• Thomas G. DeLougheryEmail author


Hemophilia A and B—lack of factors VIII and IX, respectively—are the most common forms of hemophilia. This chapter reviews the pathogenesis of hemophilia, diagnosis, and treatment including the use of desmopressin and factor concentrates.


Hemophilia Factor VIII deficiency Factor IX deficiency Concentrates Factor inhibitors Desmopressin 

Suggested Reading

  1. Croteau SE. Evolving complexity in hemophilia management. Pediatr Clin N Am. 2018;65(3):407–25.CrossRefGoogle Scholar
  2. Dunn A. The long and short of it: using the new factor products. Hematology Am Soc Hematol Educ Program. 2015;2015:26–32.CrossRefGoogle Scholar
  3. Mahlangu J, Oldenburg J, Paz-Priel I, Negrier C, Niggli M, Mancuso ME, Schmitt C, Jiménez-Yuste V, Kempton C, Dhalluin C, Callaghan MU, Bujan W, Shima M, Adamkewicz JI, Asikanius E, Levy GG, Kruse-Jarres R. Emicizumab prophylaxis in patients who have hemophilia A without inhibitors. N Engl J Med. 2018;379(9):811–22.CrossRefGoogle Scholar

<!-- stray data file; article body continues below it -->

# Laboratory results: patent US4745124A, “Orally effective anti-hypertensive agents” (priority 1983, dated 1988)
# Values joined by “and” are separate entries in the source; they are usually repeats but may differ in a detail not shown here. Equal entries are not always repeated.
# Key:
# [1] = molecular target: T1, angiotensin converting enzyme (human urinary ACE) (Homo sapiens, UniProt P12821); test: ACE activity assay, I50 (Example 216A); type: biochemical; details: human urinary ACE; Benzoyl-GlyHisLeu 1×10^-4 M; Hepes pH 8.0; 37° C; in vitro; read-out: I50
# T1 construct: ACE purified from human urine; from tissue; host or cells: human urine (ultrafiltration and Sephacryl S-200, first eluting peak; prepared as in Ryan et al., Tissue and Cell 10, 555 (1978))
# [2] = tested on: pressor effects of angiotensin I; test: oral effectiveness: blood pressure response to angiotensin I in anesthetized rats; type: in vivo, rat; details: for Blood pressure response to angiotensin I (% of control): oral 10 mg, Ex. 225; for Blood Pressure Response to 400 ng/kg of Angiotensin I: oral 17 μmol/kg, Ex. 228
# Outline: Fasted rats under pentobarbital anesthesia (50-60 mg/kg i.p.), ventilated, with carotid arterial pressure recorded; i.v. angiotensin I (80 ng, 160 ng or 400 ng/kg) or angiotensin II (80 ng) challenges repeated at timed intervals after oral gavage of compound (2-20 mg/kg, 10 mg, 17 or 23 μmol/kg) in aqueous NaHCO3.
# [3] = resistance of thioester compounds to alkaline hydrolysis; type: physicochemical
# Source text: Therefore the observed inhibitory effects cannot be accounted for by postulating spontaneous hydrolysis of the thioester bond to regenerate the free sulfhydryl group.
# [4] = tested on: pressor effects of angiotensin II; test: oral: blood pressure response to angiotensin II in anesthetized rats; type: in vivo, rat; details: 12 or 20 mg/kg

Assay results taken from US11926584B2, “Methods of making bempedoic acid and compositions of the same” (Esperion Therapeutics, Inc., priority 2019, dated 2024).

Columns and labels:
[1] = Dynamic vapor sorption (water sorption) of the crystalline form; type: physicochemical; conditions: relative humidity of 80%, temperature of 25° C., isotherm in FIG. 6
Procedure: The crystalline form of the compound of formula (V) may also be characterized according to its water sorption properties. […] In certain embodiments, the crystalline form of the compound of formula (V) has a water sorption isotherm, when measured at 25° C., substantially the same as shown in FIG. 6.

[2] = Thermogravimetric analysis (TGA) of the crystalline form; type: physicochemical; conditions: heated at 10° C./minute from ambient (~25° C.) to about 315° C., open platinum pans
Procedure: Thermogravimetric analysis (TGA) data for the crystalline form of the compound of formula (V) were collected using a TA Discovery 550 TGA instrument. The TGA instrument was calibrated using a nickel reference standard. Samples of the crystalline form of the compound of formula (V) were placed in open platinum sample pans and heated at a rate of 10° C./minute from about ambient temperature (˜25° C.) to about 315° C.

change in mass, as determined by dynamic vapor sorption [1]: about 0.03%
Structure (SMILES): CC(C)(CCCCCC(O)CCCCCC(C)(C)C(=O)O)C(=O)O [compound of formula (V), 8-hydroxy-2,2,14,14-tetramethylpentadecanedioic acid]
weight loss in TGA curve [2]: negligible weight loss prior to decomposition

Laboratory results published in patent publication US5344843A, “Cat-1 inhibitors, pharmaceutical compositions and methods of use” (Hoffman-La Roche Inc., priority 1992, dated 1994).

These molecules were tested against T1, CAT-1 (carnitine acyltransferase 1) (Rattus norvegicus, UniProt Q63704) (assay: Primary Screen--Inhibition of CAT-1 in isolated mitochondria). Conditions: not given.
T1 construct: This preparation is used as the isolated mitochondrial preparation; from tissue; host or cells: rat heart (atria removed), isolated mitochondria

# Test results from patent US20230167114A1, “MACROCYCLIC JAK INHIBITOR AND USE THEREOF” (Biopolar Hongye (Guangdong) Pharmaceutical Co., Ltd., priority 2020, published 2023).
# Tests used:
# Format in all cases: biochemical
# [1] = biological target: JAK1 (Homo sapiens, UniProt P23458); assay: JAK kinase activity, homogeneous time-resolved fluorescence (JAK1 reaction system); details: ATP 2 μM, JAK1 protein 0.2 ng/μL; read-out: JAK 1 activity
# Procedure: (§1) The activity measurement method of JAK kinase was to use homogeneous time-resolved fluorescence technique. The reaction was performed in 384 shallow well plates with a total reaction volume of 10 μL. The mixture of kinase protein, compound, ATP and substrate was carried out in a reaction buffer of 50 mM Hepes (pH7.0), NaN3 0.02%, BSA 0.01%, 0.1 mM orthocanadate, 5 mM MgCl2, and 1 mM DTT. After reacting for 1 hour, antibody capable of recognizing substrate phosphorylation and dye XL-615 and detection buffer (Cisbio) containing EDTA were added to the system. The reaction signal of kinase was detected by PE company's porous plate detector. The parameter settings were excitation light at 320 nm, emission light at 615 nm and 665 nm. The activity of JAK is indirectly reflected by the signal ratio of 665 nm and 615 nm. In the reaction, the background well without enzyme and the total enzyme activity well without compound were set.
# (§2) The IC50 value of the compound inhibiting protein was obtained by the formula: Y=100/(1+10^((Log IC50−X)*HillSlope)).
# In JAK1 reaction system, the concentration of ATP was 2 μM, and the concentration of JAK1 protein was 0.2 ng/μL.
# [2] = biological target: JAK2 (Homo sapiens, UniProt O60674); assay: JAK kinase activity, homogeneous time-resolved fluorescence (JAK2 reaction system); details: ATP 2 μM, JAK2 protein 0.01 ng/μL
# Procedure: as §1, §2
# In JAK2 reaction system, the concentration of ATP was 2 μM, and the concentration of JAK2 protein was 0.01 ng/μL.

4. Nogami K, Shima M. New therapies using nonfactor products for patients with hemophilia and inhibitors. Blood. 2019;133(5):399–406.CrossRefGoogle Scholar
  5. Srivastava A, Brewer AK, Mauser-Bunschoten EP, et al. Guidelines for the management of hemophilia. Haemophilia. 2013;19(1):e1–47.CrossRefGoogle Scholar
  6. Weyand AC, Pipe SW. New therapies for hemophilia. Blood. 2019;133(5):389–98.CrossRefGoogle Scholar

Copyright information

© Springer Nature Switzerland AG 2019

Authors and Affiliations

  1. 1.Division of Hematology/Medical Oncology, Department of Medicine, Pathology, and PediatricsOregon Health & Sciences UniversityPortlandUSA

Personalised recommendations